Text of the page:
Save me San Francisco: The Main Attractions of a Very Interesting City.

I was recently in San Francisco for four days, and it was barely enough time to explore this quirky city. It quickly became one of my favorites in America.


Where to go:


Fisherman’s wharf:

FIsherman's wharf San FranciscoFisherman’s wharf/pier 39  is one of the more famous places in San Francisco, and for good reason. There’s so much to see and do here, you’re going to need at least half a day to really see the place.

Check out the sea lions, who made the wharf their home and now refuse to move. They come and go as they please, and boats no longer use those piers since there are sometimes over 1000 sea lions hanging around.

Nothing beats seafood caught fresh that morning, and I had delicious fish and chips in Fisherman’s wharf, after wandering around all the shops. It’s a bit touristy, but if you’re going to San Francisco, you should definitely take a look.


Chinatown San Francisco


One of my favorite parts of san Francisco was Chinatown, where I wandered through the shops gazing at all the silk and jade.
The best part about shopping in Chinatown? Most of the time I was left alone to browse, as opposed to being pressured to buy stuff, which I hate.
St Mary’s square is known as Chinatown’s living room, and this is where a lot of the Chinese will hang out and play checkers. There’s lots of tasty Chinese food here, most offering Dim Sum, which is a bunch of bite-sized food such as dumplings, and a great way to try a bunch of different stuff; if  (like me) you’re a bit picky.
Fortune Cookie Factory San FranciscoCheck out the Golden Gate Fortune Cookie Factory, where they’ve been making fortune cookies since 1962. They have bags of these cookies for sale, and the chocolate ones are delicious. It’ll cost you 50 cents for a photo, but they’ll let you try some cookies in exchange.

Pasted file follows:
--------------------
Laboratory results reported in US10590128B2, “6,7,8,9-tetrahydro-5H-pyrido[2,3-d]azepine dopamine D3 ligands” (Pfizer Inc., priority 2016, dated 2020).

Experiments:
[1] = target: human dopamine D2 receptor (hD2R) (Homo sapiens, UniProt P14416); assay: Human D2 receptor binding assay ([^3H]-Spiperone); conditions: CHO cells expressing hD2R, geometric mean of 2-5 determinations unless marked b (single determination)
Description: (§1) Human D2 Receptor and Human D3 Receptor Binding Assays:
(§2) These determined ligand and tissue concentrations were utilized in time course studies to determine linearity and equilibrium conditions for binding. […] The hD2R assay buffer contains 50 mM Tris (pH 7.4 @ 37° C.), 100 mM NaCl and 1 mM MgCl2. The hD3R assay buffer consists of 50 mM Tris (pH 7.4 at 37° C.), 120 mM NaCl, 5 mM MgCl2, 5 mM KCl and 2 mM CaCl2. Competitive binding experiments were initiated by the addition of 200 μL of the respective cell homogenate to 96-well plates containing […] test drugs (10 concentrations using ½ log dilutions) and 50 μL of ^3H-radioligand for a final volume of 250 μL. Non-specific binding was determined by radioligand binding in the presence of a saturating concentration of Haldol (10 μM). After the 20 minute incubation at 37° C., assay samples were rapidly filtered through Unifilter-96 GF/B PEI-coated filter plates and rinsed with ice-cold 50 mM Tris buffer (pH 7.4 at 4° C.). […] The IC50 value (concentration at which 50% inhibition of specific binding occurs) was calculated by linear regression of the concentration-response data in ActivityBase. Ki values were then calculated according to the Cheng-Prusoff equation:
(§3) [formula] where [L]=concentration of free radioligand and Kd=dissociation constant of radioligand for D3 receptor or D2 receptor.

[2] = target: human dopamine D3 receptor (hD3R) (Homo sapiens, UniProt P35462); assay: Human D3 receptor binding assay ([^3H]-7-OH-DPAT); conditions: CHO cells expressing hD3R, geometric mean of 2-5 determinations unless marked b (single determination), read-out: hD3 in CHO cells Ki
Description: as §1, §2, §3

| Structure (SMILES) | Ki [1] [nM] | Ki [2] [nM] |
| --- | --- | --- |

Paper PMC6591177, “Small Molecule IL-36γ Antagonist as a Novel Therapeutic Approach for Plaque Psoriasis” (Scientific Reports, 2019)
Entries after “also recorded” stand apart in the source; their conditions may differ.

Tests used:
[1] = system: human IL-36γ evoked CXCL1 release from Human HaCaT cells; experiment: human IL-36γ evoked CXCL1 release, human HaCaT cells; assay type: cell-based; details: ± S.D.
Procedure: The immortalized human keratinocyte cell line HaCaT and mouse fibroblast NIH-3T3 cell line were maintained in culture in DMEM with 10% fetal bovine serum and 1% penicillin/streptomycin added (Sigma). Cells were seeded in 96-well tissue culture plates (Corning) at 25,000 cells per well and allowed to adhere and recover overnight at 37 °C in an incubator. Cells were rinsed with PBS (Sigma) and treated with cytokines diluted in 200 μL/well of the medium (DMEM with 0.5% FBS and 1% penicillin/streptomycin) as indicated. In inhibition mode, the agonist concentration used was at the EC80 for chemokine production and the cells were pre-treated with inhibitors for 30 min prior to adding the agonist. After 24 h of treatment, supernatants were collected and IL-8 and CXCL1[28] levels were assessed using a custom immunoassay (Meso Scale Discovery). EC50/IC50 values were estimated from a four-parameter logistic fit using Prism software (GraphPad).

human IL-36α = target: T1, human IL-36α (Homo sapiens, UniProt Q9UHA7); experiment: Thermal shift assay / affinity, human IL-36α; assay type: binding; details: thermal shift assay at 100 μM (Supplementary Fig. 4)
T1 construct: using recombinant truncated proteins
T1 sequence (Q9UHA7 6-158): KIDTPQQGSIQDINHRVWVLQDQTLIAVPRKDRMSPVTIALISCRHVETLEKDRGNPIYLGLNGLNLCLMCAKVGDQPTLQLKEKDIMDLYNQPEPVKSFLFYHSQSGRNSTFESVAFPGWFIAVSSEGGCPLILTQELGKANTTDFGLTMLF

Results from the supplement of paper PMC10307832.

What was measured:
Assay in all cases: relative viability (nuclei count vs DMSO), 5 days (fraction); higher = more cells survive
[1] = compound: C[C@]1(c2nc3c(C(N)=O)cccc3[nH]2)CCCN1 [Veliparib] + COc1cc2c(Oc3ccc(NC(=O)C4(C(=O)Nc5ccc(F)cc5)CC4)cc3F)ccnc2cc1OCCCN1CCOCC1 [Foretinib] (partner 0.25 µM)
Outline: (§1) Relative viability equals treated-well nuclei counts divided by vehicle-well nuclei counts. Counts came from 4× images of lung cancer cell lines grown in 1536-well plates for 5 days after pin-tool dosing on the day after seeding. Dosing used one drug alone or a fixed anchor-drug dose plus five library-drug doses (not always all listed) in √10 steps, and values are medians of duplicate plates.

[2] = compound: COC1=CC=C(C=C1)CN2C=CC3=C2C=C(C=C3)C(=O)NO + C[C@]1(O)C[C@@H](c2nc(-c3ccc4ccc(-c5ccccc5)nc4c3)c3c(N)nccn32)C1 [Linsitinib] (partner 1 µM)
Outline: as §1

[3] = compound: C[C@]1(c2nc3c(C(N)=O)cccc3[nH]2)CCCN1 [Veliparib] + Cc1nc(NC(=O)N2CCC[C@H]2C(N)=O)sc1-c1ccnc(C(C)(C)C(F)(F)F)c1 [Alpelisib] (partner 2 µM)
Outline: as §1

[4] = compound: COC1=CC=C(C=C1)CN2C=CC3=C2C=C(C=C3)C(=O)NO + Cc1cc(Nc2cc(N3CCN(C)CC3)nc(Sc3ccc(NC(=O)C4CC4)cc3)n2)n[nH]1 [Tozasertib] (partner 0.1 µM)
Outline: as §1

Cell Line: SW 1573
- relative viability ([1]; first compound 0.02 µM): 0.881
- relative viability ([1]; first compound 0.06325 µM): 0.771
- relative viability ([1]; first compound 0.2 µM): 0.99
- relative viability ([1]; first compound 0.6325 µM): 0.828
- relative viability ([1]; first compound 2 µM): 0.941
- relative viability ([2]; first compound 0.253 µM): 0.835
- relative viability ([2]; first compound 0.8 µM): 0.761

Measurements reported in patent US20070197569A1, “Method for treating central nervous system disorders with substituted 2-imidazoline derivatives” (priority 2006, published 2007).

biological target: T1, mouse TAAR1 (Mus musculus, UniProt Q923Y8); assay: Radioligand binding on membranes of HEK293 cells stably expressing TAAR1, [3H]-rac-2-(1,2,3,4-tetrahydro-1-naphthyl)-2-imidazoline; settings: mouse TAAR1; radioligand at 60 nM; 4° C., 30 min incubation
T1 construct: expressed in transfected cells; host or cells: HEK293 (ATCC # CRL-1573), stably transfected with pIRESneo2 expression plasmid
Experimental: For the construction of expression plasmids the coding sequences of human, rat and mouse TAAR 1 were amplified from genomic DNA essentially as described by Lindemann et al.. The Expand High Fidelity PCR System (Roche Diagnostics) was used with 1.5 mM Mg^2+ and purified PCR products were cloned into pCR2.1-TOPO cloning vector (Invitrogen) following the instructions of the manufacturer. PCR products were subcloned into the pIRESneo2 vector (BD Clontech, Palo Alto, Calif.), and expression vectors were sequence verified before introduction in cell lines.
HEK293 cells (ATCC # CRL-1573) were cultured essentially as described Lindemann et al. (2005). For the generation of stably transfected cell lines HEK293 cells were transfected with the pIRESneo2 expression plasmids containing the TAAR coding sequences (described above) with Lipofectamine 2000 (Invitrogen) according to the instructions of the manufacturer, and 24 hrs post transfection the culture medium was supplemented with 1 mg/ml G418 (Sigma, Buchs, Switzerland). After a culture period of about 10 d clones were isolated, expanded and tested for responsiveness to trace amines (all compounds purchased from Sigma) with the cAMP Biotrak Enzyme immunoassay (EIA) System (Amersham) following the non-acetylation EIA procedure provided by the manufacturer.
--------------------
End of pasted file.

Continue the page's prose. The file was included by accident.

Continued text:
Chinatown in San Francisco


Union Square:

Hearts, Union Square, San Francisco
Union Square is one of the most visited places in San Francisco. Don’t even bother asking for directions here, (you’ll usually get a blank look since it seems like every second person is also from out of town).
There are four different hearts at the corners of the square, each painted by an individual artist and depicting a different scene from San Francisco. These “Hearts in San Francisco” are also seen throughout the city, and they’re auctioned off for charity, and replaced each year.
San Francisco, Union Square, Heart

There’s a lot to see and do in Union Square, especially if you’ve got some money to burn, and I managed to do an impressive amount of window-shopping on my backpacker budget. All the biggies are here, including Ralph Lauren, Gucci, Chanel, Louis Vuitton, Prada, and much more. There’s also a huge Westfield mall nearby, as well as enough department stores to satisfy even the most avid shopaholic.

You can catch a cable car to Fisherman’s Wharf from Union Square, and the Museum of Modern Art is here as well.



The Golden Gate Bridge:

We took a hop-on hop-off  bus tour around San Francisco with the Big Bus Company, since we wanted transportation around the city, with the freedom to go where we wanted. I definitely recommend walking across the bridge towards the city, since you’re treated to gorgeous views of the bay, as well as Alcatraz and the city. It took us about 40 minutes, stopping regularly for photos.